Syers, Madge Cave (1881–1917)

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Syers, Madge Cave (1881–1917)

British figure skater. Name variations: Madge Syers-Cave. Born Madeline Cave in England in 1881; died in September 1917; married Edgar W. Syers (her coach).

Was the first woman to enter the world championship (1902), winning second and causing skating officials to create a special competition for women; won women's Olympic figure skating gold medal and a bronze in the pairs with husband-coach Edgar Syers (1908).

Born in England in 1881, Madge Cave was an excellent swimmer and equestrian; she also loved skating and was quite successful in skating figures. Her coach, Edgar W. Syers, introduced young Madge to the less rigid Austrian International style. Skating had been practiced in Europe since the Middle Ages, particularly in the Netherlands, where frozen canals were perfect for the sport. After the execution of Charles I in England, his exiled son Charles II brought skating back with him when he returned to claim the English throne. The English developed the shorter blade which made figure skating possible. The Austrians invented "waltzing" on the ice, free skating or the modern skating now so popular.

Madge Syers was trained in traditional English figure skating, but she adapted very well to free skating, winning the first English national pairs competition in 1899. In 1900, she placed second in international pairs events. Competing with her coach, the talented skater eventually married him, and the couple continued competition individually and together. Sometimes they competed against each other.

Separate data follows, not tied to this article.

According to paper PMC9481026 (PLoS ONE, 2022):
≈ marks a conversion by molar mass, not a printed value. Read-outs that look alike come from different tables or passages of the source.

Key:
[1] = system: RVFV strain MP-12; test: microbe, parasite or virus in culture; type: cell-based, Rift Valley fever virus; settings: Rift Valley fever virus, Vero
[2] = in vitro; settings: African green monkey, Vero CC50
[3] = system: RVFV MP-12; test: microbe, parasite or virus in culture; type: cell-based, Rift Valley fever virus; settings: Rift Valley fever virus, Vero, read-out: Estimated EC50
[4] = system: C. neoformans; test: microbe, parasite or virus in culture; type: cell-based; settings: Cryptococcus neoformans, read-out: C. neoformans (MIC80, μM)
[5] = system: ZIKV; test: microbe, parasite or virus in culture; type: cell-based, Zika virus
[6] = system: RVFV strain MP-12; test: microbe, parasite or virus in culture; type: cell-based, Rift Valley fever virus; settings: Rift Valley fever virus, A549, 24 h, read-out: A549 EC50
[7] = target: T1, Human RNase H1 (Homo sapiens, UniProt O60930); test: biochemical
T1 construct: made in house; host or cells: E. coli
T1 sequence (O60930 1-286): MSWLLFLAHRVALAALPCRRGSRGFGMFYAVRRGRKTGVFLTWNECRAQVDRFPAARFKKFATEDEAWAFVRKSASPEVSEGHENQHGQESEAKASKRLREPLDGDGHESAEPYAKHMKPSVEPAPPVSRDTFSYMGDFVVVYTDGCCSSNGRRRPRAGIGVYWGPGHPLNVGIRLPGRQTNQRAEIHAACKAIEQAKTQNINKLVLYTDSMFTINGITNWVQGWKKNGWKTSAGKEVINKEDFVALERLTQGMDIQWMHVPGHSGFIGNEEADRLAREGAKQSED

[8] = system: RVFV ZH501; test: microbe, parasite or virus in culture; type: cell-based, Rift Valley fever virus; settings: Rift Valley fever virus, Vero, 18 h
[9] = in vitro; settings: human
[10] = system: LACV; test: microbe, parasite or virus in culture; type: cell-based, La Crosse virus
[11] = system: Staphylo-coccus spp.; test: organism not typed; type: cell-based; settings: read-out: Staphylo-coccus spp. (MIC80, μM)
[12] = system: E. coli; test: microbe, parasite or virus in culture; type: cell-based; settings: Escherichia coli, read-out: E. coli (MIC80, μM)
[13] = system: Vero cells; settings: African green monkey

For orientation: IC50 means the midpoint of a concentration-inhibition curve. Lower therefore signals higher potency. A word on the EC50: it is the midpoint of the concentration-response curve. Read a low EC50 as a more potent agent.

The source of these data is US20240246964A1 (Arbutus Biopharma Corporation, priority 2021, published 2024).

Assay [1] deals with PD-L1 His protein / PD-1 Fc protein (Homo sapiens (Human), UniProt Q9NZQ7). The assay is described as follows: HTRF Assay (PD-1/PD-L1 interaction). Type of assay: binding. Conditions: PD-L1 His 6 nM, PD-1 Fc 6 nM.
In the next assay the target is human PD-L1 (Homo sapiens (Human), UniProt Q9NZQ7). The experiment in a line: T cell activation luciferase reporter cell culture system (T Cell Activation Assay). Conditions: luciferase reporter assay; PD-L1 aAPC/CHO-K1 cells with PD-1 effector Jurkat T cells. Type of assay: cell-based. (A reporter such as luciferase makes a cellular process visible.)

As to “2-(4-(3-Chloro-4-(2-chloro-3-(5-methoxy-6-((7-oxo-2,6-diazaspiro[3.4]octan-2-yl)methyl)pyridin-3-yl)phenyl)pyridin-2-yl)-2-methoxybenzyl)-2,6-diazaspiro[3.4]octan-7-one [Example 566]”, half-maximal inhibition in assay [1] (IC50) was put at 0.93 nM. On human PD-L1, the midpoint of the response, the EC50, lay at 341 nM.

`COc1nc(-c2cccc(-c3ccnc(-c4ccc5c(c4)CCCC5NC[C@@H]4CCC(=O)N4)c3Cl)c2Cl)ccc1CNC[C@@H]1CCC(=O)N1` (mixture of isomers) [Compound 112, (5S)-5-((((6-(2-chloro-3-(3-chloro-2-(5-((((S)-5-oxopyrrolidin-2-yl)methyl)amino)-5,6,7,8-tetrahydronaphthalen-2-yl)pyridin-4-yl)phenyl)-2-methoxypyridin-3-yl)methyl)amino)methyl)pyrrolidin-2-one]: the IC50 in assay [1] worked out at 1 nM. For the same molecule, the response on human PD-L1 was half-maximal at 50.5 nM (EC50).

In 1902, Madge Syers entered the all-male world championship, the only woman ever to do so. There were no rules against a women entering the competition, so she was allowed to compete. She came in second to Ulrich Salchow, the great skater from Sweden who had invented the jump named after him. The next year officials closed the competition to women, but Syers had made an important point and a women's world championship was established in 1906. To no one's surprise Madge Syers won the 1906 women's championship, repeating her victory in 1907. In the meantime, she won the first singles championship in Britain in 1903 and defended it against her husband in 1904. In the 1908 London Olympics, Syers won the first gold medal in women's singles and a bronze in pairs with her husband. At age 35, Syers died of heart disease. She was inducted into the Figure Skating Hall of Fame.


Markel, Robert, Nancy Brooks, and Susan Markel. For the Record. Women in Sports. NY: World Almanac, 1985.

Karin Loewen Haag , Athens, Georgia